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I have always struggled to get into regular exercise habits. I start up, get into a really good pattern for 3-4 months, and then something happens like falling sick or going on holiday, where I stop working out for 1-2 weeks. After this, it takes me a good few months to get back into a routine before the same cycle occurs again. In fact, once my wife fell pregnant, I again attempted to get into a good routine with the hopes it would continue once baby arrived. I even managed to break my old cycles and workout for a solid 6-7 months, 4 days a week for a little over an hour each morning. I also started to see some physical results of my training (as well as an increase in strength and stamina).

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Becoming a dad is a life changing experience, but one of the hardest parts of this change is to know how to best support your partner. There is no doubt that for new mothers out there, it is a dramatic change for them to go through. Physically they have had to carry a baby and endure those body changes, they have had to give birth and endure the recovery post birth (whether it be a C-section or natural birth), and then for many they now become the primary carer looking after baby more days than not. And for the dad’s (or the non-primary caregiver), it’s trying to navigate your own experience and making sense of it all, trying to take care of this little human and then supporting your partner with the changes that they themselves are going through. This can be an overwhelming sense of responsibility, and lots of dad’s (myself included) find themselves asking how to be a supportive husband or spouse in the best way possible.

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When my wife was pregnant, we attended some pregnancy classes together to learn about life after birth, and everything that is involved in looking after a baby. One of the things they talked about was playtime and bonding with your child and how important this was. It all made sense, and we could see how important it was, and they took us through some ideas on how to play, and how this helped with baby’s development. But you see, as I mentioned in my post Expectations Vs Reality – What To Expect As A New Dad’ I had no experience playing with newborns, or even babies really. My experience was toddlers and above, so I really had no idea what play time was actually like for a newborn.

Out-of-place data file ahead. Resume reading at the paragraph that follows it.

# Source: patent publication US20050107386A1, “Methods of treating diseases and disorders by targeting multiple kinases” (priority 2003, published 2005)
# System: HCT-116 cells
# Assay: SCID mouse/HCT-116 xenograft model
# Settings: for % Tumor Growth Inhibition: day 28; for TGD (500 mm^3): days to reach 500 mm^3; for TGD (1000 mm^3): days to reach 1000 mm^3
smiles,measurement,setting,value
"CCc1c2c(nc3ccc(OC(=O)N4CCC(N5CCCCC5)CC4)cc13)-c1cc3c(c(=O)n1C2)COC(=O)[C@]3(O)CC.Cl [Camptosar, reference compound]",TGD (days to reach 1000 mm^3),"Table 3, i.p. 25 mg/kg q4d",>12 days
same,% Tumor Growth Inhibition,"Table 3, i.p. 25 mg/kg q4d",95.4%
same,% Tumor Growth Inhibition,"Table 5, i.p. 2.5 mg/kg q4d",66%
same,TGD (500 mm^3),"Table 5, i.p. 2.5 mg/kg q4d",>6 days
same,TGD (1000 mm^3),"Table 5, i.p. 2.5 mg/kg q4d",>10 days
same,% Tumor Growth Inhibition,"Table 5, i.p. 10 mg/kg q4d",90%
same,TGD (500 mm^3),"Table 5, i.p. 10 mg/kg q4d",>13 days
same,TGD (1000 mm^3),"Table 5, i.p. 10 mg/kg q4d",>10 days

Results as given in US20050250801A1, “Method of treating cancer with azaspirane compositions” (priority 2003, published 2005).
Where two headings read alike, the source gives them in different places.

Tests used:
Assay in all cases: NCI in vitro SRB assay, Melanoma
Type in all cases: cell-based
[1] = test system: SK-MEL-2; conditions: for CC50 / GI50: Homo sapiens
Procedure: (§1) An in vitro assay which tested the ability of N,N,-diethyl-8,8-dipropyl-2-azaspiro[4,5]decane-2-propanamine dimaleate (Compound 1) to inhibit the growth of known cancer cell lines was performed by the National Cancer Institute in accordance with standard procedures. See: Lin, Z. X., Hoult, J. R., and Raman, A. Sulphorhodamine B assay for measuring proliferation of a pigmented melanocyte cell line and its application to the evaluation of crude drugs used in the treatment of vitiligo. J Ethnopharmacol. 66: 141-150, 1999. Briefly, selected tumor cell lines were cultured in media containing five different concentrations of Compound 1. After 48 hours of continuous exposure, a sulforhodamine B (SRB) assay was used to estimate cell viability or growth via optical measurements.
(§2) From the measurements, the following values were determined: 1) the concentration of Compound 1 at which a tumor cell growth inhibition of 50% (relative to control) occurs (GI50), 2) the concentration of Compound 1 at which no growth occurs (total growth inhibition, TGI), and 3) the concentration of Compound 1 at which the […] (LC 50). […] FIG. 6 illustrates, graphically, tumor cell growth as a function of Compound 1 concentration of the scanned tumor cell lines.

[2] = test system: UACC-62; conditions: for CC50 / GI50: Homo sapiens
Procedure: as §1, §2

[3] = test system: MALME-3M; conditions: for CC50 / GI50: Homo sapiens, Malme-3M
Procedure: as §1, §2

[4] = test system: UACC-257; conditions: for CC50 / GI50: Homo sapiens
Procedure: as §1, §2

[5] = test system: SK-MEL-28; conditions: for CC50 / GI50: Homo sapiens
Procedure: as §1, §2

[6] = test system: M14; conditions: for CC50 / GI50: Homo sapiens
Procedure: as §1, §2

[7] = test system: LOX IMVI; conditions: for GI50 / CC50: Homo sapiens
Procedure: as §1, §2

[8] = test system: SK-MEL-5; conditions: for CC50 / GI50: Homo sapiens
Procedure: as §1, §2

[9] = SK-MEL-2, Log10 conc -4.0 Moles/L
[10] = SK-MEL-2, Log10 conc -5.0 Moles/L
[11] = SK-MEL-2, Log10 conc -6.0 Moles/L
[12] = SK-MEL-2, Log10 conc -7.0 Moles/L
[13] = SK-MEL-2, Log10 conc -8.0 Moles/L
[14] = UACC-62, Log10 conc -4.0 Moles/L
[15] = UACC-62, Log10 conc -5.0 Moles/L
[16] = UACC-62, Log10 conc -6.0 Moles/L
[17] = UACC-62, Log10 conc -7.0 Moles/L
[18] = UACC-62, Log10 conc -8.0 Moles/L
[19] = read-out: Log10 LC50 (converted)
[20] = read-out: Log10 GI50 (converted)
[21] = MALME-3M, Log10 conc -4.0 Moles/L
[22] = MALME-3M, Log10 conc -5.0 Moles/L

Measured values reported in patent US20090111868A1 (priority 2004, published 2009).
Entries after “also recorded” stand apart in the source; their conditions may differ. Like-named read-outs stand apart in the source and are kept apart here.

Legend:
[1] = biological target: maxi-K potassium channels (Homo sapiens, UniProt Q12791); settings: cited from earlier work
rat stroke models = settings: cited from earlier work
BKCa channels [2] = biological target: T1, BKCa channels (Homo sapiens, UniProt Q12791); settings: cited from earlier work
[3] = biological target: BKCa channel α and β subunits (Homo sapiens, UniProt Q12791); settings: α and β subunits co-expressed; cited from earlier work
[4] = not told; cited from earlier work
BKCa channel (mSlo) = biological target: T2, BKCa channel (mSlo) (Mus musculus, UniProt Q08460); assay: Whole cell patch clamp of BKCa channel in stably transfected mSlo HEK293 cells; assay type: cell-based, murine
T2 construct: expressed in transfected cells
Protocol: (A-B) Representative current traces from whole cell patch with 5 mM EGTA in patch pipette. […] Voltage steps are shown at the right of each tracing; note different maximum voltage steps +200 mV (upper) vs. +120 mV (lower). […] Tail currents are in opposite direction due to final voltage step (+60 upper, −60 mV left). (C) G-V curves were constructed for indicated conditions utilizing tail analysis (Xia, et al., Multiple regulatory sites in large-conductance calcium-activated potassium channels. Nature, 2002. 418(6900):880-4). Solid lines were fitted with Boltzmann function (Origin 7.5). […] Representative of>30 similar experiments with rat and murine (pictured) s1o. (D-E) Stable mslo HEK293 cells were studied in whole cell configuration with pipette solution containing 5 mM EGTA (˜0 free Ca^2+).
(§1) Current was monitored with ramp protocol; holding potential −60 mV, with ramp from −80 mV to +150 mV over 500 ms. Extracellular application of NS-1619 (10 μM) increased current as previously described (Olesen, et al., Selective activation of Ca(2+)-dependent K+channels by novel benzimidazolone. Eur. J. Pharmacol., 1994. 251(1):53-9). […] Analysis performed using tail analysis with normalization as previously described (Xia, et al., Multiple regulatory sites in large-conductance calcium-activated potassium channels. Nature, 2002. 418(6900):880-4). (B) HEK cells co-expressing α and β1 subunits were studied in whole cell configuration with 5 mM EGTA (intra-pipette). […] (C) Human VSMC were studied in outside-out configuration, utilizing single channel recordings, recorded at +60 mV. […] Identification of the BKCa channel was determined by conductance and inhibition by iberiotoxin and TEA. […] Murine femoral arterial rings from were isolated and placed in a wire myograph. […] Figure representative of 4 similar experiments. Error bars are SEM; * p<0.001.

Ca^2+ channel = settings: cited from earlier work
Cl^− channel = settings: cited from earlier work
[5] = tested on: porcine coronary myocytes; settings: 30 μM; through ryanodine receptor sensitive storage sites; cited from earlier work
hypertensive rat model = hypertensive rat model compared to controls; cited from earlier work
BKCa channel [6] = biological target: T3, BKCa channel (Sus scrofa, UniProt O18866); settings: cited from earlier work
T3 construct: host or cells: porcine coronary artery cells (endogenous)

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How to find time to relax with a newborn, a question I also found myself asking regularly, often coming up with the same answer – you don’t find time! Relaxation becomes a thing of the past when you are caring for a little human, and you may often question when you will be able to find the time. And in my experience, what I found was not that I ‘found time’ to relax with a newborn, but rather I had to change my mindset towards what I was already doing. Finding ‘relaxation’ within my duties as a father, enjoying the moment and practicing this idea you may have heard about called ‘mindfulness’.

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There are many questions that I began asking once my daughter had come along. How often does a newborn need to feed? How many wet nappies is normal? Is my baby’s poo colour normal? But no question was more pressing than finding out how to get sleep with a newborn. As I mentioned in my previous post ‘Expectations VS Reality – What to Expect as A New Dad‘, there are quite a few changes that occur when you become a father, but the most challenging change I found was adjusting to the new sleep pattern that a newborn entails. This was such a challenge that I found myself Googling for answers a few times a day in the first few weeks. I don’t know if I ever found a single answer that worked, but I tried a lot of strategies that were recommended and my wife and I were lucky enough to find some semblance of normal sleep after the first 7 – 8 months. Hopefully through reading my journey, it will help you with yours.

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I sometimes think back to where my mind was at prior to having a baby, when my wife was still pregnant and we were in the ‘expecting phase’. At the time we were just over the moon to be having a baby, so I thought I knew what to expect as a new dad. And the challenge is that nothing can really prepare you. You can read tonnes of blogs, watch YouTube videos of peoples experiences, or even have friends tell you the honest truth. But none of that will prepare you, because you haven’t been through it yourself. You have nothing to compare those stories against in your own personal experience bank. So what your brain does compare the stories to, are experiences that it thinks are related. Let me run through some of my own personal examples.